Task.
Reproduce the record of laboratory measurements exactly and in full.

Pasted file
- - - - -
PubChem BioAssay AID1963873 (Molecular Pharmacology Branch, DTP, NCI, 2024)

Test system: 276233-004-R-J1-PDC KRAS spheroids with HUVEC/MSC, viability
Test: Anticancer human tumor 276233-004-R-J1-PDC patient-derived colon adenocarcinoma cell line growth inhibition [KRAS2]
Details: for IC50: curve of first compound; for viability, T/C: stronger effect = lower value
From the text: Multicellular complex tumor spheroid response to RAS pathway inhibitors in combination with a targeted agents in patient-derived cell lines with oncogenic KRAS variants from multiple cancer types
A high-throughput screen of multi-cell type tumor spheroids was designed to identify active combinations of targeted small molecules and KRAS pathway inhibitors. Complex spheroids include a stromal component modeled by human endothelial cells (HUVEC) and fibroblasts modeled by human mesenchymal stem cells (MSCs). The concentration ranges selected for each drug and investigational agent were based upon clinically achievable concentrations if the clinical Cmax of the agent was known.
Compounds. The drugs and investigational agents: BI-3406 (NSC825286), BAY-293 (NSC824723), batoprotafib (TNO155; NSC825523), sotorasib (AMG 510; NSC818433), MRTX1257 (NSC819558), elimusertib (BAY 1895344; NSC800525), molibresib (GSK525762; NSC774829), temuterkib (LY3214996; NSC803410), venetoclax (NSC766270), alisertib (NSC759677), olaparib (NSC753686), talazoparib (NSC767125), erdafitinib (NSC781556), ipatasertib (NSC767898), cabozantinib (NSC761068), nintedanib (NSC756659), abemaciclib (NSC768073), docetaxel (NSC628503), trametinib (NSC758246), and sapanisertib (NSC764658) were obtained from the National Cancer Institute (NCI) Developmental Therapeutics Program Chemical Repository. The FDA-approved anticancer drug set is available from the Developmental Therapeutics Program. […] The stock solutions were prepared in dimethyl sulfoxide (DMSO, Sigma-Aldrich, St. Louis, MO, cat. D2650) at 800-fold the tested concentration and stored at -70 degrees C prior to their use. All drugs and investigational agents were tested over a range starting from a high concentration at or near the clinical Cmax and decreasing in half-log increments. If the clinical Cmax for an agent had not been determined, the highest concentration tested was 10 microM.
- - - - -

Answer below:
PubChem BioAssay AID1963873 (Molecular Pharmacology Branch, DTP, NCI, 2024)

Test system: 276233-004-R-J1-PDC KRAS spheroids with HUVEC/MSC, viability
Test: Anticancer human tumor 276233-004-R-J1-PDC patient-derived colon adenocarcinoma cell line growth inhibition [KRAS2]
Details: for IC50: curve of first compound; for viability, T/C: stronger effect = lower value
From the text: Multicellular complex tumor spheroid response to RAS pathway inhibitors in combination with a targeted agents in patient-derived cell lines with oncogenic KRAS variants from multiple cancer types
A high-throughput screen of multi-cell type tumor spheroids was designed to identify active combinations of targeted small molecules and KRAS pathway inhibitors. Complex spheroids include a stromal component modeled by human endothelial cells (HUVEC) and fibroblasts modeled by human mesenchymal stem cells (MSCs). The concentration ranges selected for each drug and investigational agent were based upon clinically achievable concentrations if the clinical Cmax of the agent was known.
Compounds. The drugs and investigational agents: BI-3406 (NSC825286), BAY-293 (NSC824723), batoprotafib (TNO155; NSC825523), sotorasib (AMG 510; NSC818433), MRTX1257 (NSC819558), elimusertib (BAY 1895344; NSC800525), molibresib (GSK525762; NSC774829), temuterkib (LY3214996; NSC803410), venetoclax (NSC766270), alisertib (NSC759677), olaparib (NSC753686), talazoparib (NSC767125), erdafitinib (NSC781556), ipatasertib (NSC767898), cabozantinib (NSC761068), nintedanib (NSC756659), abemaciclib (NSC768073), docetaxel (NSC628503), trametinib (NSC758246), and sapanisertib (NSC764658) were obtained from the National Cancer Institute (NCI) Developmental Therapeutics Program Chemical Repository. The FDA-approved anticancer drug set is available from the Developmental Therapeutics Program. […] The stock solutions were prepared in dimethyl sulfoxide (DMSO, Sigma-Aldrich, St. Louis, MO, cat. D2650) at 800-fold the tested concentration and stored at -70 degrees C prior to their use. All drugs and investigational agents were tested over a range starting from a high concentration at or near the clinical Cmax and decreasing in half-log increments. If the clinical Cmax for an agent had not been determined, the highest concentration tested was 10 microM.